You’ve probably heard of them being used in craft cocktails, but were you aware that bitters have traditionally been used to support healthy digestion.  While the bitter taste is relatively unused in American cuisine, many cultures naturally include the bitter flavor in their diets: burdock root, bitter greens, and even bitter drinks before dinner (heard of an aperitif?). 
You can probably think back to a time when you ate something really bitter, and you will likely remember the result - salivation. Bitters are an excellent way to prime the pumps of digestion and the organs associated with it.
Besides making us salivate, bitters are thought to “stimulate the appetite, stimulate the release of digestive juices, aid in liver detoxification and increase the release of bile, help regulate pancreatic hormones, and help the gut wall repair damage to itself.”  All of this combines to make the bitter flavor a powerhouse in the world of digestion.
The trusted sidekick of the bitter action is a carminative. Often in “bitters” blends you will see plants with these two properties placed together. While bitters can help with digestion, carminatives are known to ease the discomfort created by gasses in the digestive process. The two actions blend together nicely to help with overall digestion. 
BITTERS MADE SIMPLE
While you can go to the store and buy a bottle of bitters crafted by an herbalist (Urban Moonshine has a great line), you can also find simple ways to incorporate bitter plants and foods into your diet. The list below includes plants that have traditionally been used for their bitter flavor, as well as carminatives. For a great tasting tea with digestive properties try messing around with a bitter and carminative pair!
Dandelion leaf is mildly bitter and makes a wonderful tea. I love to combine both dandelion and chamomile for a soothing evening blend with bitter, nervine, and carminative properties. The fresh leaves can also be used in salads, smoothies, and as a vegetable sauté.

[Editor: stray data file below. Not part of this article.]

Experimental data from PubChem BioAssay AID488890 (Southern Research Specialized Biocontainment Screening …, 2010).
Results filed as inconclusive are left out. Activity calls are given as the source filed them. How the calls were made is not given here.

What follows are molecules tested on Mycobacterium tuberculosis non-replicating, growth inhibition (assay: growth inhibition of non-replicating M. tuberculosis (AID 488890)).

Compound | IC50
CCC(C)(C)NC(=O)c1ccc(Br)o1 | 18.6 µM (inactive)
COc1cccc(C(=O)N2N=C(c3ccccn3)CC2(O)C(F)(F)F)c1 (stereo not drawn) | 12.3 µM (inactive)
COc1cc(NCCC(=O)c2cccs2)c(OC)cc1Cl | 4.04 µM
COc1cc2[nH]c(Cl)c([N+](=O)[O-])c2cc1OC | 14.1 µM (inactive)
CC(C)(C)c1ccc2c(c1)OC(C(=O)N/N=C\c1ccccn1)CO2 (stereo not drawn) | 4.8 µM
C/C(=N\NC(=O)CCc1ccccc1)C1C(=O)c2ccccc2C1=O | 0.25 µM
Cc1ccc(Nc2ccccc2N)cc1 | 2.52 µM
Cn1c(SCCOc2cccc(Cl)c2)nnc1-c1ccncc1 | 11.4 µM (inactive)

Both a bitter and a carminative, chamomile is a well-loved plant for both the nervous and digestive systems. This soothing flower makes a calming evening tea on its own or blended with other herbs.
Burdock root can be decocted (see our post on how to make tea) into a tea, pickled or eaten as food, and taken as a powder in smoothies. This bitter root is a staple in many Asian cuisines and is a useful hepatic and diuretic. 
Orange peel is a great tasting carminative that makes a great addition to any tea; a specific for flatulence. 
Fresh ginger has been known to act as a warming diaphoretic and carminative. This useful and tasty root has also been historically used to treat nausea and motion sickness.  Add fresh ginger to your tea for not only a pleasant taste but to help settle the stomach and aid in flatulence.
As a carminative and a sialagogue (causes salivation), this spicy herb not only helps with flatulence , but also has a pleasant and comforting flavor. It is a great addition to add flavor and purpose to your tea.
*Bitters can be contraindicated in pregnancy, kidney stones, gallbladder disease, dysmenorrhea, gastroesophageal reflux disease, hiatus hernia, gastritis, and peptic ulcers. 
By Anna Beauchemin
Anna is a Clinical Western Herbalist. She works and studies at the Ohlone Herbal Center in Berkeley, California. She also has a Bachelor of Science in Conservation and Resource Studies from the University of California, Berkeley and has worked as a biologist doing research on native pollinators.
Photos taken by Anna Beauchemin
 Hoffmann, David. “Materia Medica.” Medical Herbalism: the Science and Practice of Herbal Medicine, Healing Arts Press, 2003, pp. 587–588.
 Mase, Guido. The Wild Medicine Solution: Healing with Aromatic, Bitter, and Tonic Plants. Healing Arts Press, 2013.
 Alfs, Matthew. 300 Herbs: Their Indications & Contraindications. Old Theology Book House, 2003
These statements have not been evaluated by the FDA. This product is not intended to diagnose, treat, cure, or prevent any disease.